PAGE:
The History of American Flat Track Racing

The History of American Flat Track Racing

Racing is one of the great American traditions. Whether it’s NASCAR or drag racing, the United States has been the leader and birthplace of several types of racing. Not only has the U.S. been the birthplace of some of the most well-known four-wheel sports, it has also given rise to one of the most action packed two-wheel sports in the world — Flat Track Racing.

With American Flat Track Racing being bigger than ever, let’s take a look back at one of the oldest and most traditional motorcycle racing series.

Board Track Racing and the Birth of Flat Tracks (1900s – 1920s)

The 1900s saw a rise in enthusiasm around motorcycle racing in general, and it was board tracks that dominated the circuits. Board track racing was a real adrenaline-pumping sport fraught with danger for both riders and fans alike and continued to soar in popularity until the 1920s when accidents started getting out of hand.

In the 1920s alone an estimated 35 drivers died on board tracks. In many ways, this is what made the sport such an adrenaline rush for people — riders who had been racing for years died on these board tracks. As the tracks aged and fell into disrepair, both fans and riders began to lose interest. And seeing how this was extremely dangerous for the spectators, the sport eventually faded in popularity. It would be a few decades before racing enthusiasts began to seek out an equally thrilling — yet slightly safer — alternative.

Flat Track Racing is Born

With expensive and dangerous board tracks now out of the question, racers and small promoters started building oval dirt tracks from scratch. At first, they built oval tracks with dirt banks which would make the track solid enough for the bikes while also giving them shaky terrain to navigate. This was just as exciting as the board tracks and the sport continued at a grass roots level for years.

Flat track racing as we currently know it really only started around the mid- 1950s when the AMA (American Motorcycle Association) established their first championship. Over the next thirty years, flat track racing continued to be the most popular form of racing in America. In its early years, Harley Davidson motorcycles were best suited to this type of racing and the field continues to be dominate by Harleys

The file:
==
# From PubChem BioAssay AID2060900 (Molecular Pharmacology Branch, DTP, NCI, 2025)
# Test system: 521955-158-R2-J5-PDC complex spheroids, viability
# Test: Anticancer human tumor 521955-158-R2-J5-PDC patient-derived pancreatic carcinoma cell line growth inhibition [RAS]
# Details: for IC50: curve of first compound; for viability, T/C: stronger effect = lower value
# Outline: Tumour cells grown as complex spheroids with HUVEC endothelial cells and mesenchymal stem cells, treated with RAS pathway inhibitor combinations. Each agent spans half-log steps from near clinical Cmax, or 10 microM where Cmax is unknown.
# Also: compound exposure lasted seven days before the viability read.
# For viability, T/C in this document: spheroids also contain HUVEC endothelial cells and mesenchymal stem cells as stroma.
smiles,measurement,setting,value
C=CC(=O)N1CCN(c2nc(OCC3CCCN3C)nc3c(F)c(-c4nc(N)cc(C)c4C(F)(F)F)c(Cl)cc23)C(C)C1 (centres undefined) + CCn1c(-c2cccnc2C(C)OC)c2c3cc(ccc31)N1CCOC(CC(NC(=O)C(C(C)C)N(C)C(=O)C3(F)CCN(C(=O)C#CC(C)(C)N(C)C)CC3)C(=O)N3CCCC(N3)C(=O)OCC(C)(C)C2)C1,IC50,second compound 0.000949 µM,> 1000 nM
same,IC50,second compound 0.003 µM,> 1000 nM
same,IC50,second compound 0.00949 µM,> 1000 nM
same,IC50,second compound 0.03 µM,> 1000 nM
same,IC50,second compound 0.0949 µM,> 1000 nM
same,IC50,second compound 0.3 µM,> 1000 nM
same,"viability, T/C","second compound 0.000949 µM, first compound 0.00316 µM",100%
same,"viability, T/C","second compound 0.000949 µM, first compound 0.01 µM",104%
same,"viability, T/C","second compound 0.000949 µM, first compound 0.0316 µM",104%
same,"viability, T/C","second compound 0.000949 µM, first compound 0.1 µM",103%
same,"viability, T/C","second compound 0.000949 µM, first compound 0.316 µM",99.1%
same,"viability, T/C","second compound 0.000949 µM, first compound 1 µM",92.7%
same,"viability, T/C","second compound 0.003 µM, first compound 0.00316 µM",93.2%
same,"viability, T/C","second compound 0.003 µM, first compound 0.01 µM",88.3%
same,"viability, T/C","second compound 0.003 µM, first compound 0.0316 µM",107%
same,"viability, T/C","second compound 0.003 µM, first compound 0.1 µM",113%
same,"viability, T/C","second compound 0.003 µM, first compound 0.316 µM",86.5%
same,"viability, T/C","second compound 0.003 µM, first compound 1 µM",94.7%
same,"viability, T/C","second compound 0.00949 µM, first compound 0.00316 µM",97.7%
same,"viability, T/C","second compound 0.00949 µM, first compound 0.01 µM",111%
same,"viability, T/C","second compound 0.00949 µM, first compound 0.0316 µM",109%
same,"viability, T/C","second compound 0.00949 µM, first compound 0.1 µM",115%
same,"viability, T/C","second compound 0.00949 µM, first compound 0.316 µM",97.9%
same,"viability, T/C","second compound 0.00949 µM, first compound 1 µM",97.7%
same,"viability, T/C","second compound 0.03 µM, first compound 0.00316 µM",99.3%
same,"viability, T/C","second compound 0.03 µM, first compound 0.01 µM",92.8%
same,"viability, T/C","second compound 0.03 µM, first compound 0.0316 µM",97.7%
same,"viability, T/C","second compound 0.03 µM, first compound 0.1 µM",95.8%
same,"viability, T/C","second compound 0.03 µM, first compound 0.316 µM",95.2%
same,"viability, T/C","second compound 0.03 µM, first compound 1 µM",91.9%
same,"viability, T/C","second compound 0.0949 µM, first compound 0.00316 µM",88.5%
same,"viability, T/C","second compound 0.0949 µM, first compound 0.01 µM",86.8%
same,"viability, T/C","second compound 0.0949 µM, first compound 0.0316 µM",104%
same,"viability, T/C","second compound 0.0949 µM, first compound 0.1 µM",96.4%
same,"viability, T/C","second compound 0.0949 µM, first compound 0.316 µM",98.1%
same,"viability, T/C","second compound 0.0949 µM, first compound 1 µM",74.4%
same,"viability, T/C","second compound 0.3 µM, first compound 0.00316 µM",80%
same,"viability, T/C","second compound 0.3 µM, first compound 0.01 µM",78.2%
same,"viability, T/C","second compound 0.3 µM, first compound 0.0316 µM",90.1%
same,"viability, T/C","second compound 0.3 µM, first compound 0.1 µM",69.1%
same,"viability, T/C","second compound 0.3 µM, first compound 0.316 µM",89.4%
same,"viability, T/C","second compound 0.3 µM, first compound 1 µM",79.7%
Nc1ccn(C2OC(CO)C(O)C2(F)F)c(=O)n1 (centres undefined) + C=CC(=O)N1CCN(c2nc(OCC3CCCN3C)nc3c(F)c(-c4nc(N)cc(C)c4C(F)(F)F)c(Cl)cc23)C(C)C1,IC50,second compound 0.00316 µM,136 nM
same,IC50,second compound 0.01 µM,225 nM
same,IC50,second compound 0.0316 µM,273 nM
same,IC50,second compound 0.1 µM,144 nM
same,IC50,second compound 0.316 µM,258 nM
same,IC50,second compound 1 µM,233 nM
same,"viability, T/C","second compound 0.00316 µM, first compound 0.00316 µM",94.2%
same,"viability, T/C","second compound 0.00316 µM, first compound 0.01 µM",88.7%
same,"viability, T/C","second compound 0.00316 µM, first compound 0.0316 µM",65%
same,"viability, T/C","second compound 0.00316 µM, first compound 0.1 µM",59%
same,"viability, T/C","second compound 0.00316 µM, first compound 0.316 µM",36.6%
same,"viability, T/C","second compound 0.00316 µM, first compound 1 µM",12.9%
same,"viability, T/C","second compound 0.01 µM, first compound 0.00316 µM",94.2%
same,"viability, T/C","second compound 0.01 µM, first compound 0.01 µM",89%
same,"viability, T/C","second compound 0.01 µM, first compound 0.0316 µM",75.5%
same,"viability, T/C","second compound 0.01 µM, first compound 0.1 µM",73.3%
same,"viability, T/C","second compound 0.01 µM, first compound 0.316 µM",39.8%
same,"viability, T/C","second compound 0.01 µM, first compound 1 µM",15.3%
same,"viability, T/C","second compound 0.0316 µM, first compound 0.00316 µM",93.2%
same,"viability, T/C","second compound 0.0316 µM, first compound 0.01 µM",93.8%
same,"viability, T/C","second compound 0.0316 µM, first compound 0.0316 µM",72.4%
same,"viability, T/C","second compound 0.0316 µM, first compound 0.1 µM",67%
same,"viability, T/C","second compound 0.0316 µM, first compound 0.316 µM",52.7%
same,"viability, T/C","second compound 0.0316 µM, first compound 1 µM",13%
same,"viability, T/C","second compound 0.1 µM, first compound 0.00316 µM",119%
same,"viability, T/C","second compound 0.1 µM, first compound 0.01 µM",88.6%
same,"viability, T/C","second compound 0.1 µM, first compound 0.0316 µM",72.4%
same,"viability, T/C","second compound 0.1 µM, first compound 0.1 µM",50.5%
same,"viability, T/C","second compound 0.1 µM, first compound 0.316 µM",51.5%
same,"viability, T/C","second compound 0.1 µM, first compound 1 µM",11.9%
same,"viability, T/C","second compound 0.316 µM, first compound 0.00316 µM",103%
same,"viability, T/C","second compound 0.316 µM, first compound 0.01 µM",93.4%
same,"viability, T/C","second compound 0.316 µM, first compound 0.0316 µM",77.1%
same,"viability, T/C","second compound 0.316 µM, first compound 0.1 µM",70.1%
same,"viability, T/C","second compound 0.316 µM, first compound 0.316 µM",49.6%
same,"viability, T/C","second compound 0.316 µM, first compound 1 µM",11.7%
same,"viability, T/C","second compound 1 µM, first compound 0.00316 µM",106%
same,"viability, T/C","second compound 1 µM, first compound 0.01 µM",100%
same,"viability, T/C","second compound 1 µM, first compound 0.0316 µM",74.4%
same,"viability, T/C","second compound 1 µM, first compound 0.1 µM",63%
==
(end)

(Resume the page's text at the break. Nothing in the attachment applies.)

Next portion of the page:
The Introduction of the Grand National Championship

For many years, dirt track racing was mostly a single race championship. Racers would only participate in a single race and the winner from that race would be the champion. However, the AMA — shortly after being founded themselves — eventually introduced the Grand National championship. This championship introduced multiple divisions with the short-track, half-mile dirt track, and mile-long dirt track being the stars of the championship.

Following the shuttering of the Indian Motorcycle Company, Harley Davidson managed to bag most of the trophies in all divisions throughout the championship. However, they soon faced competition from international companies, especially those from the U.K.

The Golden Age of Dirt Track Racing

While the 50s saw Harley Davidson dominate the tracks, U.K companies such as Triumph and BSA made their way to the scene and gave Harley Davidson a serious run for its money. A company that had dominated the sport for almost three decades finally met its match.

Triumph was a company that touted itself as having the fastest motorcycles in the world and set out to prove those claims. Throughout most of the 60s, Triumph was “triumphant” in capturing most of the championship trophies.

Many people consider the late 60s and early 70s to be the golden age of dirt track racing. Japan even entered the fray around this time and with Yamaha building a reputation on the United States, the three-way battle for the championships between Triumph, Yamaha, and Harley Davidson began.

The Fall of Triumph

The economic hardships during the mid-1970s, as well as immense competition, got the best of the great British manufacturing company. They eventually closed down their operations and left the scene entirely. What was once a track for many of the biggest manufacturers in the world, soon became a battle ground for Harley Davidson and Yamaha to fight for championship titles.

Final Thoughts

While the fall of Triumph was a huge blow to the competition overall, that doesn't mean that the championships — or the sport in general — suffered much. Quite the contrary! The sport saw significant expansion throughout the 70s and 80s, leading to more spectators and even more sponsors and remains an important American tradition to this day.

Much like the early years of flat track, modern Hooligan racing is a grassroots form of racing which features smaller races, new venues, and is drawing in a younger audience. While many may argue that other forms of racing often overshadow it, that is simply not the case. American Flat Track is one of the most prestigious racing competitions in the world and for a good reason!

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